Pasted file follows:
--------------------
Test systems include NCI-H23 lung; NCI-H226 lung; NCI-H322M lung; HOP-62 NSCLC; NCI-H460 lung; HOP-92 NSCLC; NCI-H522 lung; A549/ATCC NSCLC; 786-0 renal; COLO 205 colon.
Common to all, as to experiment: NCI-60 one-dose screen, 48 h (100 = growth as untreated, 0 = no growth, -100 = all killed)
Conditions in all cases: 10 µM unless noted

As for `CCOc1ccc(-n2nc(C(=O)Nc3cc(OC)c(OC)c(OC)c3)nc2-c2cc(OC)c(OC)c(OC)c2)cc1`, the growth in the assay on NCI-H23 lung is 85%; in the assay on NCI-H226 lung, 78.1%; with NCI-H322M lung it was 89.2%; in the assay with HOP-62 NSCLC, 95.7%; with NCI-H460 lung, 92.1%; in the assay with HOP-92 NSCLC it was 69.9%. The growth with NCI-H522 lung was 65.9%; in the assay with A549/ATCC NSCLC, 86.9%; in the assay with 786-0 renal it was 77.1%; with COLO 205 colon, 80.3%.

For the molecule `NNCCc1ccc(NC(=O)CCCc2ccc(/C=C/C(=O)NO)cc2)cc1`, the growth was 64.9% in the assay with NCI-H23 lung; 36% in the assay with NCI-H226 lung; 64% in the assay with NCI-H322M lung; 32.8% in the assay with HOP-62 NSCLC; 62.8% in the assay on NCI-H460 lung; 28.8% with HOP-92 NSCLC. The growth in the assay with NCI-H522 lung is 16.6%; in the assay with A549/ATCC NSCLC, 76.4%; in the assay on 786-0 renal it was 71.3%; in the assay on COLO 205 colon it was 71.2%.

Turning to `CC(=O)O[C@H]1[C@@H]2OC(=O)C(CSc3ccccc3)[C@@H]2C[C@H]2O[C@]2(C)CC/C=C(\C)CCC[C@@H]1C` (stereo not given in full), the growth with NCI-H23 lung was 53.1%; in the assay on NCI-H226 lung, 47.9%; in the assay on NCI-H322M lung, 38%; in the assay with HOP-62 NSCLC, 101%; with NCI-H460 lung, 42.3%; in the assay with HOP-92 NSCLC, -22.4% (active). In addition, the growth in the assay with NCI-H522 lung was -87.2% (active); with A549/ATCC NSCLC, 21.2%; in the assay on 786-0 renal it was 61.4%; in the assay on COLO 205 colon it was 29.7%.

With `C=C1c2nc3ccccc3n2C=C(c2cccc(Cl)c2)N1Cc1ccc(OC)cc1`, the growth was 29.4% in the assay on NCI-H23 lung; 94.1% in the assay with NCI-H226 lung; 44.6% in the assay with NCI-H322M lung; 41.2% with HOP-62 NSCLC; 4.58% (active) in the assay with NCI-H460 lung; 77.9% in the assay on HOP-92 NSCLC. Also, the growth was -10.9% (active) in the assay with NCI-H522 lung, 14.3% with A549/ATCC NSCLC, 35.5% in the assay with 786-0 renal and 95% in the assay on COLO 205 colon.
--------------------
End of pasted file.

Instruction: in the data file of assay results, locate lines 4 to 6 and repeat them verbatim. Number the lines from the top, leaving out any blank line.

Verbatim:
As for `CCOc1ccc(-n2nc(C(=O)Nc3cc(OC)c(OC)c(OC)c3)nc2-c2cc(OC)c(OC)c(OC)c2)cc1`, the growth in the assay on NCI-H23 lung is 85%; in the assay on NCI-H226 lung, 78.1%; with NCI-H322M lung it was 89.2%; in the assay with HOP-62 NSCLC, 95.7%; with NCI-H460 lung, 92.1%; in the assay with HOP-92 NSCLC it was 69.9%. The growth with NCI-H522 lung was 65.9%; in the assay with A549/ATCC NSCLC, 86.9%; in the assay with 786-0 renal it was 77.1%; with COLO 205 colon, 80.3%.

For the molecule `NNCCc1ccc(NC(=O)CCCc2ccc(/C=C/C(=O)NO)cc2)cc1`, the growth was 64.9% in the assay with NCI-H23 lung; 36% in the assay with NCI-H226 lung; 64% in the assay with NCI-H322M lung; 32.8% in the assay with HOP-62 NSCLC; 62.8% in the assay on NCI-H460 lung; 28.8% with HOP-92 NSCLC. The growth in the assay with NCI-H522 lung is 16.6%; in the assay with A549/ATCC NSCLC, 76.4%; in the assay on 786-0 renal it was 71.3%; in the assay on COLO 205 colon it was 71.2%.

Turning to `CC(=O)O[C@H]1[C@@H]2OC(=O)C(CSc3ccccc3)[C@@H]2C[C@H]2O[C@]2(C)CC/C=C(\C)CCC[C@@H]1C` (stereo not given in full), the growth with NCI-H23 lung was 53.1%; in the assay on NCI-H226 lung, 47.9%; in the assay on NCI-H322M lung, 38%; in the assay with HOP-62 NSCLC, 101%; with NCI-H460 lung, 42.3%; in the assay with HOP-92 NSCLC, -22.4% (active). In addition, the growth in the assay with NCI-H522 lung was -87.2% (active); with A549/ATCC NSCLC, 21.2%; in the assay on 786-0 renal it was 61.4%; in the assay on COLO 205 colon it was 29.7%.